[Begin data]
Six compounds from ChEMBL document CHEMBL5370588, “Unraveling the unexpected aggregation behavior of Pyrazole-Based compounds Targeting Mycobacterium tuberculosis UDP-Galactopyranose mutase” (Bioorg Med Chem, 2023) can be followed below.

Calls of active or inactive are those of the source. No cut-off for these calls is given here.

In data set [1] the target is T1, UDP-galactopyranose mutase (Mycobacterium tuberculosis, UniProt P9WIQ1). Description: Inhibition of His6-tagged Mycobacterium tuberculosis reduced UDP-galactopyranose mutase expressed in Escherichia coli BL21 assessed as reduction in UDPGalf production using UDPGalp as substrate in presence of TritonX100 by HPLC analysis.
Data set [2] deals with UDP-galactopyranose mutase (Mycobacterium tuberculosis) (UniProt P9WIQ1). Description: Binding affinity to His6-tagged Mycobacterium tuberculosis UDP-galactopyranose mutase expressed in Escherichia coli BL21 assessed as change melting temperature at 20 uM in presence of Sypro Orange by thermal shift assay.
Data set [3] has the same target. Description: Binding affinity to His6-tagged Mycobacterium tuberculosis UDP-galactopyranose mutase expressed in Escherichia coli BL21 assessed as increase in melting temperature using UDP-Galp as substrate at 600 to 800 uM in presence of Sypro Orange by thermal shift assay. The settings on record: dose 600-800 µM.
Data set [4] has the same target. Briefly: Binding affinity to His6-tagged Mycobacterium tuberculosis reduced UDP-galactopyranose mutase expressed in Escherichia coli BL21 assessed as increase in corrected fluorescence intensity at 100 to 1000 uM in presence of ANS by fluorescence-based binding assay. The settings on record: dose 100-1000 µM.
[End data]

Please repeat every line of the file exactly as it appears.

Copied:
Six compounds from ChEMBL document CHEMBL5370588, “Unraveling the unexpected aggregation behavior of Pyrazole-Based compounds Targeting Mycobacterium tuberculosis UDP-Galactopyranose mutase” (Bioorg Med Chem, 2023) can be followed below.

Calls of active or inactive are those of the source. No cut-off for these calls is given here.

In data set [1] the target is T1, UDP-galactopyranose mutase (Mycobacterium tuberculosis, UniProt P9WIQ1). Description: Inhibition of His6-tagged Mycobacterium tuberculosis reduced UDP-galactopyranose mutase expressed in Escherichia coli BL21 assessed as reduction in UDPGalf production using UDPGalp as substrate in presence of TritonX100 by HPLC analysis.
Data set [2] deals with UDP-galactopyranose mutase (Mycobacterium tuberculosis) (UniProt P9WIQ1). Description: Binding affinity to His6-tagged Mycobacterium tuberculosis UDP-galactopyranose mutase expressed in Escherichia coli BL21 assessed as change melting temperature at 20 uM in presence of Sypro Orange by thermal shift assay.
Data set [3] has the same target. Description: Binding affinity to His6-tagged Mycobacterium tuberculosis UDP-galactopyranose mutase expressed in Escherichia coli BL21 assessed as increase in melting temperature using UDP-Galp as substrate at 600 to 800 uM in presence of Sypro Orange by thermal shift assay. The settings on record: dose 600-800 µM.
Data set [4] has the same target. Briefly: Binding affinity to His6-tagged Mycobacterium tuberculosis reduced UDP-galactopyranose mutase expressed in Escherichia coli BL21 assessed as increase in corrected fluorescence intensity at 100 to 1000 uM in presence of ANS by fluorescence-based binding assay. The settings on record: dose 100-1000 µM.